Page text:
The power of God was not sufficient to prevent people dying in a devastating tornado strike on the town of Harrisburg, Illinois a few days ago. Or perhaps God’s power was sufficient, but he chose to do nothing. Maybe he was preoccupied with something else (there are a lot of starving children in the world, for instance). Maybe he even wanted it to happen as part of some grand plan involving death, grief stricken families, and destroyed livelihoods. Who knows?
The upshot of the sorry affair is that his children are left to clean up a mess he could have prevented. Ironic, I think, that the acts of fallible human beings appear to be more commendable than those of the god they believe in.
Churches are providing refuge to families whose homes have been destroyed. Undoubtedly, ministers and priests are speaking words of solace and encouraging their flock to donate time, money, food, and other essentials to those in need. And so they should. Yet it’s hard to escape the deafening roar of silence from the one entity who, according to the same ministers and priests, had the power to prevent the disaster but chose not to.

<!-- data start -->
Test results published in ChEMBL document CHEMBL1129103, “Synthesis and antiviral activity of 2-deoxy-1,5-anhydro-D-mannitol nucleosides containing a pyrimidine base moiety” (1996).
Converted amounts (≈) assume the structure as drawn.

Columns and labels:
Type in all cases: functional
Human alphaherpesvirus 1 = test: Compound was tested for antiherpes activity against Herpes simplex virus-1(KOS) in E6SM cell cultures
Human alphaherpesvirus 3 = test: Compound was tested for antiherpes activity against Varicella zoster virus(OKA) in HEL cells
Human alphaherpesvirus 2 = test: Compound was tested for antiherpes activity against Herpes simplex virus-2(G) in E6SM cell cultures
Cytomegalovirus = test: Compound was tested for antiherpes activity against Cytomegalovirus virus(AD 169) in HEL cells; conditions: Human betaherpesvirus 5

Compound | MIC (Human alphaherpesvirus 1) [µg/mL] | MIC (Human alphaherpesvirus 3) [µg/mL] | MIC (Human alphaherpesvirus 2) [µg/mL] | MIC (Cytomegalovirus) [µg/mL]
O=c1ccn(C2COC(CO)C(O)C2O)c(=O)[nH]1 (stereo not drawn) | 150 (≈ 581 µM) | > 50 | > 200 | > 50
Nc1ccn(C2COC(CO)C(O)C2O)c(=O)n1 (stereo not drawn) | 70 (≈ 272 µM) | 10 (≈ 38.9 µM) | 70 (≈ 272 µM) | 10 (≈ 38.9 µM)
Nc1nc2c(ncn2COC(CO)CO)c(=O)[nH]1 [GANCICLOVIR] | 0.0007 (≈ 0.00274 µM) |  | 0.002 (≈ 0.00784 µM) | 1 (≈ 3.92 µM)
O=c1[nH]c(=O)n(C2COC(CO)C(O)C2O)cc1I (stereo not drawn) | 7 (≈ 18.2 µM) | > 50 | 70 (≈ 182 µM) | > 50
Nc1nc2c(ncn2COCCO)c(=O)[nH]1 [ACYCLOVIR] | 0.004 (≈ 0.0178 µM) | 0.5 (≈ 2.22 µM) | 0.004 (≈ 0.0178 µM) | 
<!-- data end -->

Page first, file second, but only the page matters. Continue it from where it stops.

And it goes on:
I’ve brought up the issue of God’s apparent unconcern for natural disasters many times before, but I think it’s worth mentioning every time something like this happens. Believers need to be reminded as often as possible that their god regularly permits his natural creation to commit this sort of heinous, arbitrary violence upon them. It is not a problem that can be swept under the rug. Shrugging one’s shoulders and saying things like “God works in mysterious ways”, is moral apathy, plain and simple – it’s fiddling while Rome, quite literally, burns.